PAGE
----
Even if you are an experienced seated meditator, you may find value in enlarging your repertoire with a walking practice. You may discover that uniting three rhythms -- stepping, breathing and mental counting -- is the most effective way to calm and redirect a chattering mind.
When I sit down to meditate a crazy cacophony of ideas vie for attention, each one more urgent than the last. These ideas are like demons that need to be released into the air or they will undermine my ability to function.
Some people think that their thoughts and feelings are the result of something outside of them. They blame others or a situation for "making them" feel a certain way, as if the thought came from outside and got in their head. We know this isn't true.
Meditation is complete indulgence in the experience of the present moment. We often think of indulgent behavior as being morally wrong, which it can be when it comes at the expense of a deeper connectedness.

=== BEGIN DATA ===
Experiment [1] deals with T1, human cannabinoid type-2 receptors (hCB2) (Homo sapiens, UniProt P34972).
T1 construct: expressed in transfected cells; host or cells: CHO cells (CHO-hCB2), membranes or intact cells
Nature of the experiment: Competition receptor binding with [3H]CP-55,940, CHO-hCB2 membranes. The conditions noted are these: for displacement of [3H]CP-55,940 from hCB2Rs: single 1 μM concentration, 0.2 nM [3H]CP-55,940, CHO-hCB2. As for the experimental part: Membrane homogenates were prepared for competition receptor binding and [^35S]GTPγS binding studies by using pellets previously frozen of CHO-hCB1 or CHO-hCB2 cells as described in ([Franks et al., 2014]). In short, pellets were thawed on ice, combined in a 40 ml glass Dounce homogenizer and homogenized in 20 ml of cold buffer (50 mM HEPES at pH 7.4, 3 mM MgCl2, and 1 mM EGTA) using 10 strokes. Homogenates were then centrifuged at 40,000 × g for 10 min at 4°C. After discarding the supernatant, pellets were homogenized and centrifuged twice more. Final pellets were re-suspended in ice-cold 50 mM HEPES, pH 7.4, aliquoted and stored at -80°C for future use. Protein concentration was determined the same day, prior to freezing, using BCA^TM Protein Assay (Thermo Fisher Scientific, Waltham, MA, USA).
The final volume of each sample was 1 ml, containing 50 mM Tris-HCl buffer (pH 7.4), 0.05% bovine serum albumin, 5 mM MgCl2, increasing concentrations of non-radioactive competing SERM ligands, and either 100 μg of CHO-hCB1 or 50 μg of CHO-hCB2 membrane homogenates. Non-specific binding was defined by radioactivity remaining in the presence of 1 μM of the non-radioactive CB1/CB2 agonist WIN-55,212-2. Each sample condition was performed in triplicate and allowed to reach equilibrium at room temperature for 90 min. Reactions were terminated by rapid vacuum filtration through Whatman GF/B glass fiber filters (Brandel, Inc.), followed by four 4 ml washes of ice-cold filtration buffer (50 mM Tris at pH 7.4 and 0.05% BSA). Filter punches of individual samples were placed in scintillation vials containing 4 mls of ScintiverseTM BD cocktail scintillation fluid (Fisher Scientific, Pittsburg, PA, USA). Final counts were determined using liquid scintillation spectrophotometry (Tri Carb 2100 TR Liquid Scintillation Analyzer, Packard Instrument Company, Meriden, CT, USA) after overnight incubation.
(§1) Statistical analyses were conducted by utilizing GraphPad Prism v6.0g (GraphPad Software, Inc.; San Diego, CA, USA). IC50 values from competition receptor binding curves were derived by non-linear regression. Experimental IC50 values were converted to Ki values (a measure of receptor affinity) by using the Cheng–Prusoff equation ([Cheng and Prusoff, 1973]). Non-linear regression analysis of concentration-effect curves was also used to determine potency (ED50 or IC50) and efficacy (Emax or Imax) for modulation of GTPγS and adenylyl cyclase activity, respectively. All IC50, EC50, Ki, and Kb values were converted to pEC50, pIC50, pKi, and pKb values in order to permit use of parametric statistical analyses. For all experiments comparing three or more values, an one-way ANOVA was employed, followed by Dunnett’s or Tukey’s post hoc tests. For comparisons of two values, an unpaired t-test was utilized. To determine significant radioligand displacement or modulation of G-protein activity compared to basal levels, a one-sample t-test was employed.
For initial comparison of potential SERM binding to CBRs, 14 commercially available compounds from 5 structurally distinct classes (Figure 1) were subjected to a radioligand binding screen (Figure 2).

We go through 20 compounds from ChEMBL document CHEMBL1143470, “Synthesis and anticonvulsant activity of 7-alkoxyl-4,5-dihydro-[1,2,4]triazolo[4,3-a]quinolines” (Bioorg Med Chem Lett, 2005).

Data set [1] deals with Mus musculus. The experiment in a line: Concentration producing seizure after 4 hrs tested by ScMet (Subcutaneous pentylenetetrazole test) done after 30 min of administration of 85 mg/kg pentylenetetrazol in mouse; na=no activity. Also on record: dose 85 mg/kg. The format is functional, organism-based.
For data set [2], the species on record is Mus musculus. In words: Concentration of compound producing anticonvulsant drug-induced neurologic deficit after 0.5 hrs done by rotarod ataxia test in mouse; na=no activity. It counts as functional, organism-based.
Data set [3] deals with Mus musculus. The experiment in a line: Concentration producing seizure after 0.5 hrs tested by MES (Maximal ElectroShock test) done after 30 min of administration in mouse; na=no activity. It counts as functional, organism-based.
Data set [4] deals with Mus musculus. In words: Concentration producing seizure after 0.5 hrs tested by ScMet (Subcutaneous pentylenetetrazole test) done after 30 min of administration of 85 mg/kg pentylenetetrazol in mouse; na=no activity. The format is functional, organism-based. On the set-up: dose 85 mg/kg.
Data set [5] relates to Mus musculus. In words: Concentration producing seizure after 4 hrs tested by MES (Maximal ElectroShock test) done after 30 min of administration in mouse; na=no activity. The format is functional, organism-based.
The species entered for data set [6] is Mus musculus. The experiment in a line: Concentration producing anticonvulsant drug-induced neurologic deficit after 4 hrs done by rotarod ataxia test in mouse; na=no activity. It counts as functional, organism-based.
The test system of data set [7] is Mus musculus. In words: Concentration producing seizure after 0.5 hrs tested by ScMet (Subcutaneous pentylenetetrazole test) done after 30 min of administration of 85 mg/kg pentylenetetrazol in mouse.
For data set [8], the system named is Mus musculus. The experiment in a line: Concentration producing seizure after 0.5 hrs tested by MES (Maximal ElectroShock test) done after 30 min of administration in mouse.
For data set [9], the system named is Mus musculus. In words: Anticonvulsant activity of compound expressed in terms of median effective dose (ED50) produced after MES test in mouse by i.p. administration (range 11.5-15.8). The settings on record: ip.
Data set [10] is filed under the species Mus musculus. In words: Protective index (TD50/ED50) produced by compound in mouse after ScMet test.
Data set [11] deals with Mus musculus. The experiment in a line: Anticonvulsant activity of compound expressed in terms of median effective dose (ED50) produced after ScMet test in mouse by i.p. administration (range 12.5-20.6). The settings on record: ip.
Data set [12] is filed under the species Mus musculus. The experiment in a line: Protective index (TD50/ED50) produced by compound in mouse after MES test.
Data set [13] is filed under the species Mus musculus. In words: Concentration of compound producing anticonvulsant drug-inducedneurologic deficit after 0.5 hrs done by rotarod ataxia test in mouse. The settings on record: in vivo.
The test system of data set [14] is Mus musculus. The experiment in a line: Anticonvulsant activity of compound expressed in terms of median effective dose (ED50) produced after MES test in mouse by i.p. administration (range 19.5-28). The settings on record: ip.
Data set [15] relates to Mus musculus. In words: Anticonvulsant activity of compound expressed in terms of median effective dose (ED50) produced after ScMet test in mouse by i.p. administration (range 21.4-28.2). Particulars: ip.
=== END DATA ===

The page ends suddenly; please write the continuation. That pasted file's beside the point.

What we believe colors our every thought, word and action. The idea that it is our work, family or lifestyle that is causing us stress, and that if we were to change these then we would be fine, is seeing the situation from the wrong perspective.
When we increase real, pure love, we increase self worth, balance, power, and truth inside the self. When I am in that state, a natural sense of worth and authenticity returns and a deep memory that "I am love" and "I am free" emerges.
When we meditate we aim to reduce the impact of "waste thoughts," allowing real genuine thinking to take over our mind. Negative and waste thoughts weaken our inner state of being, and positive and necessary enhance the soul's original inner power.
I learned how to meditate and process disturbing memories and emotions. I healed in ways I never could have imagined. I'm a monk in a minivan now, driving through the suburbs of New York with a peacefulness and clarity I could never have imagined I could access.